Clinical Features of Kidney Transplant Recipients Admitted to the Intensive Care Unit

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Abstract

Introduction:

There is a paucity of data regarding the complications in kidney transplant patients who may require intensive care unit (ICU) management, despite being the most common solid organ transplant worldwide.

Objective:

To identify the main reasons for ICU admission and to determine the factors associated with hospital mortality in kidney transplant recipients.

Design:

This single-center retrospective cohort study was conducted between September 2013 and June 2014, including all consecutive kidney transplant patients requiring ICU admission. We collected data on patient demographics, transplant characteristics, clinical data, and prognostic scores. The independent determinants of hospital mortality were identified by multiple logistic regression analysis. We also assessed the performance of Simplified Acute Physiology Score 3 (SAPS 3) and Acute Physiology and Chronic Health Evaluation II (APACHE II) scores.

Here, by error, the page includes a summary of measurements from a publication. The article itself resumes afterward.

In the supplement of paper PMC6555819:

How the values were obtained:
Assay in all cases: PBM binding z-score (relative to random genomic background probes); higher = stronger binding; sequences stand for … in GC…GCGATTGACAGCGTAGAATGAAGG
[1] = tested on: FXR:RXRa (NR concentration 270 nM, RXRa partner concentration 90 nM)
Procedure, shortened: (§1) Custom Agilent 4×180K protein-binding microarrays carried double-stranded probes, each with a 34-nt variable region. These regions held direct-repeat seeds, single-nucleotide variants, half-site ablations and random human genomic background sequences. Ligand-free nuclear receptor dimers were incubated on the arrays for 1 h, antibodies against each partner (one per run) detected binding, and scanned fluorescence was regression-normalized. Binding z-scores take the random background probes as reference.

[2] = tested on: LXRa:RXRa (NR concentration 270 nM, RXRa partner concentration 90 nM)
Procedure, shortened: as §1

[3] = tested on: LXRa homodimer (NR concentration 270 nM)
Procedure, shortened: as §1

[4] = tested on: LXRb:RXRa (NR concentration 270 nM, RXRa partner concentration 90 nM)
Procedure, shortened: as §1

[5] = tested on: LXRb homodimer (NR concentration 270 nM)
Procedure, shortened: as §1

Results:

We analyzed data from 413 patients, the majority of whom were admitted late after renal transplantation (1169 days; 63-3003 days). The main reason for admission was sepsis (33.2%), followed by cardiovascular disease (16%). Age (odds ratio [OR] 1.05, confidence interval [CI], 1.01-1.09), SAPS 3 score (OR 1.04, CI, 1.01-1.08), the need for mechanical ventilation (OR 26.47, CI, 10.30-68.08), and vasopressor use (OR 3.34, CI, 1.37-8.13) were independently associated with hospital mortality. The performance of SAPS 3 and APACHE II scores was poor in this population and overestimated the mortality rates.

Conclusion:

Sepsis was the main reason for ICU admission in kidney transplant recipients, followed by cardiovascular disease. Age and disease severity were associated with hospital mortality.

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